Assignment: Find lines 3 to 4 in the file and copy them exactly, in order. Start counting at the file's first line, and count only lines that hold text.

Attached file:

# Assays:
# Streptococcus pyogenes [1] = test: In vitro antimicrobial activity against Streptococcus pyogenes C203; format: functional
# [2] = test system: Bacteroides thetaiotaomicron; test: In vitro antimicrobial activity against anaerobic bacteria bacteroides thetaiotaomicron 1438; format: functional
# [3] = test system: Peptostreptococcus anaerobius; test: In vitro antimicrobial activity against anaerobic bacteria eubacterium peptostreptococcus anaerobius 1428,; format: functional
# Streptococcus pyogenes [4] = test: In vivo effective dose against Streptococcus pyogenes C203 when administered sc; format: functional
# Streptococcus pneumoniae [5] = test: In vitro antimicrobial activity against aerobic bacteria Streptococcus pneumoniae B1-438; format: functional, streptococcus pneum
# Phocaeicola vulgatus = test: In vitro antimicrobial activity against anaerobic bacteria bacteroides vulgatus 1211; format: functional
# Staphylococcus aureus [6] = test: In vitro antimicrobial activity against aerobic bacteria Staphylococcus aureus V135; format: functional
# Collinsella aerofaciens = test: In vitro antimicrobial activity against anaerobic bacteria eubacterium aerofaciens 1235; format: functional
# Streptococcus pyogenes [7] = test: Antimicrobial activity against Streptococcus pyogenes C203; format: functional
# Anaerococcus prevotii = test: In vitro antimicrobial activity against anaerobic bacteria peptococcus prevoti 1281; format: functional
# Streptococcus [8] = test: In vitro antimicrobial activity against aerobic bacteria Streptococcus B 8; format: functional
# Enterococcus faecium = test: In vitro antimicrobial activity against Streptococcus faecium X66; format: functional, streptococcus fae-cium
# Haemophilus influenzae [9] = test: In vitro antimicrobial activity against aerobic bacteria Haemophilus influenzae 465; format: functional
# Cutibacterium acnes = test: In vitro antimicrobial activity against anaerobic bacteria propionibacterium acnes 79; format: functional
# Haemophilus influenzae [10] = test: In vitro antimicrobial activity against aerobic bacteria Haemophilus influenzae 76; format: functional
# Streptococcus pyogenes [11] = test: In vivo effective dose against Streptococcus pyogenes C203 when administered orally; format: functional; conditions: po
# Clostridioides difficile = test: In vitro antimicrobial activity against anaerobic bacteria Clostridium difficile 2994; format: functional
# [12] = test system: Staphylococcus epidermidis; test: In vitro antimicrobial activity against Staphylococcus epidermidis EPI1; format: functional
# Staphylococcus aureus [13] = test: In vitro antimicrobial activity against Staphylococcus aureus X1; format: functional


# [2] = test system: Bacteroides thetaiotaomicron; test: In vitro antimicrobial activity against anaerobic bacteria bacteroides thetaiotaomicron 1438; format: functional
# [3] = test system: Peptostreptococcus anaerobius; test: In vitro antimicrobial activity against anaerobic bacteria eubacterium peptostreptococcus anaerobius 1428,; format: functional